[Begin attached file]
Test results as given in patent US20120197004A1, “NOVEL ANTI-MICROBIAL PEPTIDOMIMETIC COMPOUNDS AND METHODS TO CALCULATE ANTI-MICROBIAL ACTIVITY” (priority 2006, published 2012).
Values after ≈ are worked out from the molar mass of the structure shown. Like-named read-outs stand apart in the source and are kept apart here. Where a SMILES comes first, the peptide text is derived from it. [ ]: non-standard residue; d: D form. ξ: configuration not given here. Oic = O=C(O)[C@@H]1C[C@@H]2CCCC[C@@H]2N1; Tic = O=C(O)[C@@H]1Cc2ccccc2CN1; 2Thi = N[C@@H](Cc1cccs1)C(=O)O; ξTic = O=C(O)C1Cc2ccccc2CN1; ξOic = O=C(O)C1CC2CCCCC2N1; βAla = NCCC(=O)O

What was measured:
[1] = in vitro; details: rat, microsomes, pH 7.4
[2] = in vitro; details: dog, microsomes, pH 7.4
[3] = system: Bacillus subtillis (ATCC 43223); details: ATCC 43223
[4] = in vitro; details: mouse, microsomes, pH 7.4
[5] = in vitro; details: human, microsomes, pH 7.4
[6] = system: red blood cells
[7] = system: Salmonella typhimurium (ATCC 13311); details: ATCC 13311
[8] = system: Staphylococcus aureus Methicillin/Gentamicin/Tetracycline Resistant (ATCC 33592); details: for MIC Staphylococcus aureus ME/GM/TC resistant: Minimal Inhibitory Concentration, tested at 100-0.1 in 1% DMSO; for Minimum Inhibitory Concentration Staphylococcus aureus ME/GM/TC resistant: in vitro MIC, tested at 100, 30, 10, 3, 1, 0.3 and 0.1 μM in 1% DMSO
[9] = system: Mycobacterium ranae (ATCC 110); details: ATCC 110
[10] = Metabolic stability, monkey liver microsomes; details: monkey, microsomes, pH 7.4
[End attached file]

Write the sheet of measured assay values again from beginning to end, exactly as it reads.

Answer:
Test results as given in patent US20120197004A1, “NOVEL ANTI-MICROBIAL PEPTIDOMIMETIC COMPOUNDS AND METHODS TO CALCULATE ANTI-MICROBIAL ACTIVITY” (priority 2006, published 2012).
Values after ≈ are worked out from the molar mass of the structure shown. Like-named read-outs stand apart in the source and are kept apart here. Where a SMILES comes first, the peptide text is derived from it. [ ]: non-standard residue; d: D form. ξ: configuration not given here. Oic = O=C(O)[C@@H]1C[C@@H]2CCCC[C@@H]2N1; Tic = O=C(O)[C@@H]1Cc2ccccc2CN1; 2Thi = N[C@@H](Cc1cccs1)C(=O)O; ξTic = O=C(O)C1Cc2ccccc2CN1; ξOic = O=C(O)C1CC2CCCCC2N1; βAla = NCCC(=O)O

What was measured:
[1] = in vitro; details: rat, microsomes, pH 7.4
[2] = in vitro; details: dog, microsomes, pH 7.4
[3] = system: Bacillus subtillis (ATCC 43223); details: ATCC 43223
[4] = in vitro; details: mouse, microsomes, pH 7.4
[5] = in vitro; details: human, microsomes, pH 7.4
[6] = system: red blood cells
[7] = system: Salmonella typhimurium (ATCC 13311); details: ATCC 13311
[8] = system: Staphylococcus aureus Methicillin/Gentamicin/Tetracycline Resistant (ATCC 33592); details: for MIC Staphylococcus aureus ME/GM/TC resistant: Minimal Inhibitory Concentration, tested at 100-0.1 in 1% DMSO; for Minimum Inhibitory Concentration Staphylococcus aureus ME/GM/TC resistant: in vitro MIC, tested at 100, 30, 10, 3, 1, 0.3 and 0.1 μM in 1% DMSO
[9] = system: Mycobacterium ranae (ATCC 110); details: ATCC 110
[10] = Metabolic stability, monkey liver microsomes; details: monkey, microsomes, pH 7.4